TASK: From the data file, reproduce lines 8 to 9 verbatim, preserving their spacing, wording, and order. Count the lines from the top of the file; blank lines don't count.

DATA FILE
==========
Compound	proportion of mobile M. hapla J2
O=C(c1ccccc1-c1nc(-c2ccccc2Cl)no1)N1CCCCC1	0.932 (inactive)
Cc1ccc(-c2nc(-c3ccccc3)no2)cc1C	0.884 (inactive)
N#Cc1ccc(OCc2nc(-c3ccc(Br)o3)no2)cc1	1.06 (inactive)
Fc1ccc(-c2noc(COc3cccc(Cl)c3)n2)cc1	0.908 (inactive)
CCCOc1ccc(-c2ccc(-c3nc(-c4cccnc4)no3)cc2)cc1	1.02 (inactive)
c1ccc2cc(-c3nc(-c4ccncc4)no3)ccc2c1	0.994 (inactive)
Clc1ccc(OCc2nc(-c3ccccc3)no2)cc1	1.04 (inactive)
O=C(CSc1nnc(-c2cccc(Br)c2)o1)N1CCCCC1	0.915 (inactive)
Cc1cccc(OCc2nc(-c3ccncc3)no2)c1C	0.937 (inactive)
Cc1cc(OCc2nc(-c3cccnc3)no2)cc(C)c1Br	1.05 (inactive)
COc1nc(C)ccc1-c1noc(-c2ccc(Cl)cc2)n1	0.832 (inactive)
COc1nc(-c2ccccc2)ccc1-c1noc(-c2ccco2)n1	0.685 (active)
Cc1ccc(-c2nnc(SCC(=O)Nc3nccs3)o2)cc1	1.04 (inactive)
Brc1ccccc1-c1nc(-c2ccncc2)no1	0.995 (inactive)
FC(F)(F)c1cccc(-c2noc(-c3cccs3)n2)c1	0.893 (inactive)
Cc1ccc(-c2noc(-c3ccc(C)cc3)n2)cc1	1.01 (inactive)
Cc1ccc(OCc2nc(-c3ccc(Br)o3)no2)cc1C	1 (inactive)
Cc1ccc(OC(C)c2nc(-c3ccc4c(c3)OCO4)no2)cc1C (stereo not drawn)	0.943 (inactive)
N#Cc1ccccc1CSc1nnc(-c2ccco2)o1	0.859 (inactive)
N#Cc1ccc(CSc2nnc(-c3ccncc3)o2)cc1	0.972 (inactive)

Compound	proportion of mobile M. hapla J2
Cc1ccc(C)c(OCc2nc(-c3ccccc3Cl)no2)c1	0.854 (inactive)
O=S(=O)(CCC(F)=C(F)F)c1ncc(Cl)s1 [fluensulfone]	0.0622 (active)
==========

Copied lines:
Clc1ccc(OCc2nc(-c3ccccc3)no2)cc1	1.04 (inactive)
O=C(CSc1nnc(-c2cccc(Br)c2)o1)N1CCCCC1	0.915 (inactive)